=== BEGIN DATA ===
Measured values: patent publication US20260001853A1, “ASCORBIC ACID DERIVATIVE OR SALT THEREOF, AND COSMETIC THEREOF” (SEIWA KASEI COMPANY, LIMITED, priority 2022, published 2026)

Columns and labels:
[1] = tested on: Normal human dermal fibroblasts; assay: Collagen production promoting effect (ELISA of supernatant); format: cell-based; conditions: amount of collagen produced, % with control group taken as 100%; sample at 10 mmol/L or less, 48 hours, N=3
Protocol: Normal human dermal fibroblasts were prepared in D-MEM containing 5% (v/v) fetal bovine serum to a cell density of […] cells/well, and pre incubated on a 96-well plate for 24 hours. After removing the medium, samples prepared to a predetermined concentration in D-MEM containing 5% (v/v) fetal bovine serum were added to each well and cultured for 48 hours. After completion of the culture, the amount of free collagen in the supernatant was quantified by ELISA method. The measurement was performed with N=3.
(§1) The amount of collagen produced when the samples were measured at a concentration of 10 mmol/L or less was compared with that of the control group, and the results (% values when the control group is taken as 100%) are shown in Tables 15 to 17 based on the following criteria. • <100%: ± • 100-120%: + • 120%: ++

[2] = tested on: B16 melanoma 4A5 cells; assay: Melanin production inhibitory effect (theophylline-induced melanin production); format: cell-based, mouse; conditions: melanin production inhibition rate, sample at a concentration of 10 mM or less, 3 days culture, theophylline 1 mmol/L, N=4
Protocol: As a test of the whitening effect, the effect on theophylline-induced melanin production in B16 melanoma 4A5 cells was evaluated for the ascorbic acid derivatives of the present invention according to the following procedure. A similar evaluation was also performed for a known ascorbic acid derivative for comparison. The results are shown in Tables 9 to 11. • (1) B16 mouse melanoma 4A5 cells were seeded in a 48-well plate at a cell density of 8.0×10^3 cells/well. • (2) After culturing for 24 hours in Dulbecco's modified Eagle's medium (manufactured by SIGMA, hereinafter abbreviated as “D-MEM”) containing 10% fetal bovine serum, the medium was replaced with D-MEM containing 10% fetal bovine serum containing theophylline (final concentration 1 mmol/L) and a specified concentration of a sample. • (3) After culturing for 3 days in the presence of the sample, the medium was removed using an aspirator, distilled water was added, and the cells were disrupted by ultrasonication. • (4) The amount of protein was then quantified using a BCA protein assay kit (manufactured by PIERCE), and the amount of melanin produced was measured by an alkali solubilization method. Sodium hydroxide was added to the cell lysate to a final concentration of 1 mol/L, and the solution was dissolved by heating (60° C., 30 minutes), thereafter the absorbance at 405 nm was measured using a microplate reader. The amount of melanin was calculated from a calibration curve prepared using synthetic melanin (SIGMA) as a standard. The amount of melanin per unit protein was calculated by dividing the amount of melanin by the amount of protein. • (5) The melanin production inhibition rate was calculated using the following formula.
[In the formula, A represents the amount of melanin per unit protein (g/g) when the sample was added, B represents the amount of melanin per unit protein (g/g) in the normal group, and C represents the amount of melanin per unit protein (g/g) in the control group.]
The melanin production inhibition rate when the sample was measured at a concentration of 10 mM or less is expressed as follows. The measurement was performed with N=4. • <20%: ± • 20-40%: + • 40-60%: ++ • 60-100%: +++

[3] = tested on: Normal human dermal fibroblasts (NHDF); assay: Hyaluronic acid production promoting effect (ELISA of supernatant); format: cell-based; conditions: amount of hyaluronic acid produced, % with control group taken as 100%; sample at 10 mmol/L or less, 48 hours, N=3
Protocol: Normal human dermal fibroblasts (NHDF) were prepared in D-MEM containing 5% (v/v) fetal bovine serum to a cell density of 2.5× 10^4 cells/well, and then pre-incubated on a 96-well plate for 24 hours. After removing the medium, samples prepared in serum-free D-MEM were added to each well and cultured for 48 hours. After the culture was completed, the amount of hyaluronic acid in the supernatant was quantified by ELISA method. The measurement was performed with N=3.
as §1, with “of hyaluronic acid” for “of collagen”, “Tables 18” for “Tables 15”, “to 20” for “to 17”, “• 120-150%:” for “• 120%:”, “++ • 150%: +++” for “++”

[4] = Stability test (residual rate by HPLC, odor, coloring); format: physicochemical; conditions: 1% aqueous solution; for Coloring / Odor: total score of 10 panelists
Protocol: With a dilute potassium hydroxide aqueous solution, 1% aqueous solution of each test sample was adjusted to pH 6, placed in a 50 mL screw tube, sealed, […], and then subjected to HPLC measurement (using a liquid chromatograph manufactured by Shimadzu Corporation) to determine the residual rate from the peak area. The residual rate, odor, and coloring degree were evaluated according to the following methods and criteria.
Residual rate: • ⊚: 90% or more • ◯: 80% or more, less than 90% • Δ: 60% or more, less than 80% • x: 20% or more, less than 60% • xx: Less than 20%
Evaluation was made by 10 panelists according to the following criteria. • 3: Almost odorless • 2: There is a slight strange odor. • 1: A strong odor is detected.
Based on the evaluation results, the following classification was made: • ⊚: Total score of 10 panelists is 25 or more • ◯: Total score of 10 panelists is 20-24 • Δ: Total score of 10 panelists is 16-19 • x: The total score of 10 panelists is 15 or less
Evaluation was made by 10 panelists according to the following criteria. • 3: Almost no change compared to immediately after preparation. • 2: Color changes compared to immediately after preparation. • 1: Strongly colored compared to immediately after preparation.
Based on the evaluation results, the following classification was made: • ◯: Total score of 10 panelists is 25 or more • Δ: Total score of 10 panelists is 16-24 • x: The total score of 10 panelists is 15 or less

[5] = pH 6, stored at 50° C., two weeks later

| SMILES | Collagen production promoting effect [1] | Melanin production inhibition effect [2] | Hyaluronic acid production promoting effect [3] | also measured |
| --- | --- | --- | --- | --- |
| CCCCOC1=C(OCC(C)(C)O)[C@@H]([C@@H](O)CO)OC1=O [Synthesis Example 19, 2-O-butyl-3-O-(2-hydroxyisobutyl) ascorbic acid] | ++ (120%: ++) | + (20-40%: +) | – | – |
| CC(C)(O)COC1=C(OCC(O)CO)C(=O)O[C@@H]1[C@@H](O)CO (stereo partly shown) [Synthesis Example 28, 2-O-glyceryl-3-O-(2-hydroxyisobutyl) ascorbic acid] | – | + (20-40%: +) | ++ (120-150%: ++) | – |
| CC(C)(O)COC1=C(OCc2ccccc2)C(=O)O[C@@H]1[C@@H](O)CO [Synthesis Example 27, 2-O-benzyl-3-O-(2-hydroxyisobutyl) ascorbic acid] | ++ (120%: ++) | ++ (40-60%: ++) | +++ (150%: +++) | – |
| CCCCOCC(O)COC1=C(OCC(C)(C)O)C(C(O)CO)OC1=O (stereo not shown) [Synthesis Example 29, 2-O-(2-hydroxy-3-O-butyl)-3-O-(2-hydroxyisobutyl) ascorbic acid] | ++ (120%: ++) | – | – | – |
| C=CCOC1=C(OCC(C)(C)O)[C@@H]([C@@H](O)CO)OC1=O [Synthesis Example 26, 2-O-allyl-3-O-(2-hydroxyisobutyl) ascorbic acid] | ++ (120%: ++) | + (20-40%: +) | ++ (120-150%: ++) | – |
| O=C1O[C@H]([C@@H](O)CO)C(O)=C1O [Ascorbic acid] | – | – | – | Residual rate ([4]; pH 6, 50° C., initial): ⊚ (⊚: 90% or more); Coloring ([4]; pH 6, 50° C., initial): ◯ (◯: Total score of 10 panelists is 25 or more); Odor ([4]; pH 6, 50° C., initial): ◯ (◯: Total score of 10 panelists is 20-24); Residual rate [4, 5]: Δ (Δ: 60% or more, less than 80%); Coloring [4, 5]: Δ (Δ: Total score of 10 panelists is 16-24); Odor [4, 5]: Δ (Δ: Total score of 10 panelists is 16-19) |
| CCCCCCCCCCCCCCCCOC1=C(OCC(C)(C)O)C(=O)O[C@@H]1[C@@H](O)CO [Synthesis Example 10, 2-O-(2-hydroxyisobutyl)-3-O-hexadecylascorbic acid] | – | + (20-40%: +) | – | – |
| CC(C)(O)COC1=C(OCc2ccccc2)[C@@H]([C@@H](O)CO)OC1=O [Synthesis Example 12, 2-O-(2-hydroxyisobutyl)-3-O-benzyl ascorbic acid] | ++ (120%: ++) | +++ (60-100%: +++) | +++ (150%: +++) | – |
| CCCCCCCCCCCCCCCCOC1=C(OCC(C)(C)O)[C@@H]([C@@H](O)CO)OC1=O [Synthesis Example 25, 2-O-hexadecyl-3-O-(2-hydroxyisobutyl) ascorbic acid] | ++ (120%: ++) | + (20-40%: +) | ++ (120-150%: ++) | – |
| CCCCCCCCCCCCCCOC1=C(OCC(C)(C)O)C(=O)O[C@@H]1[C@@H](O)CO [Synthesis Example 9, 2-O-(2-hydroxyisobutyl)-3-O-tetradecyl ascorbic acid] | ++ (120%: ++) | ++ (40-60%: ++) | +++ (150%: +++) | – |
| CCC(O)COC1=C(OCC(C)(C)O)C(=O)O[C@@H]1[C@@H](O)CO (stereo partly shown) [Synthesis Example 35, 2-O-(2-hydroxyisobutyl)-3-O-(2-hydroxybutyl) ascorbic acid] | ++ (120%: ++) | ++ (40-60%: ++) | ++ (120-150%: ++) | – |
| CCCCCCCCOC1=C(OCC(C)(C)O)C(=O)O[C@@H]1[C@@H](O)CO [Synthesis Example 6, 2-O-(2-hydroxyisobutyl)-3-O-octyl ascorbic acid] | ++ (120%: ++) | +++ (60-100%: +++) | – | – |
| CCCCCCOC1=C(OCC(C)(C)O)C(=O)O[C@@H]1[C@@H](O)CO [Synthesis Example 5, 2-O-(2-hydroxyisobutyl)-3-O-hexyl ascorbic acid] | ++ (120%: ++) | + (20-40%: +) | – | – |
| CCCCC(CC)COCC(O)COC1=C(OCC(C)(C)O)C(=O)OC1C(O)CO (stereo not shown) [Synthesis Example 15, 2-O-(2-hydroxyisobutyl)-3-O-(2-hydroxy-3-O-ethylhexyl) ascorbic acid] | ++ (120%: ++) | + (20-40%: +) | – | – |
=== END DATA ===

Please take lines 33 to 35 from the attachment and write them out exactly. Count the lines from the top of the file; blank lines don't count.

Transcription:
| CCC(O)COC1=C(OCC(C)(C)O)C(=O)O[C@@H]1[C@@H](O)CO (stereo partly shown) [Synthesis Example 35, 2-O-(2-hydroxyisobutyl)-3-O-(2-hydroxybutyl) ascorbic acid] | ++ (120%: ++) | ++ (40-60%: ++) | ++ (120-150%: ++) | – |
| CCCCCCCCOC1=C(OCC(C)(C)O)C(=O)O[C@@H]1[C@@H](O)CO [Synthesis Example 6, 2-O-(2-hydroxyisobutyl)-3-O-octyl ascorbic acid] | ++ (120%: ++) | +++ (60-100%: +++) | – | – |
| CCCCCCOC1=C(OCC(C)(C)O)C(=O)O[C@@H]1[C@@H](O)CO [Synthesis Example 5, 2-O-(2-hydroxyisobutyl)-3-O-hexyl ascorbic acid] | ++ (120%: ++) | + (20-40%: +) | – | – |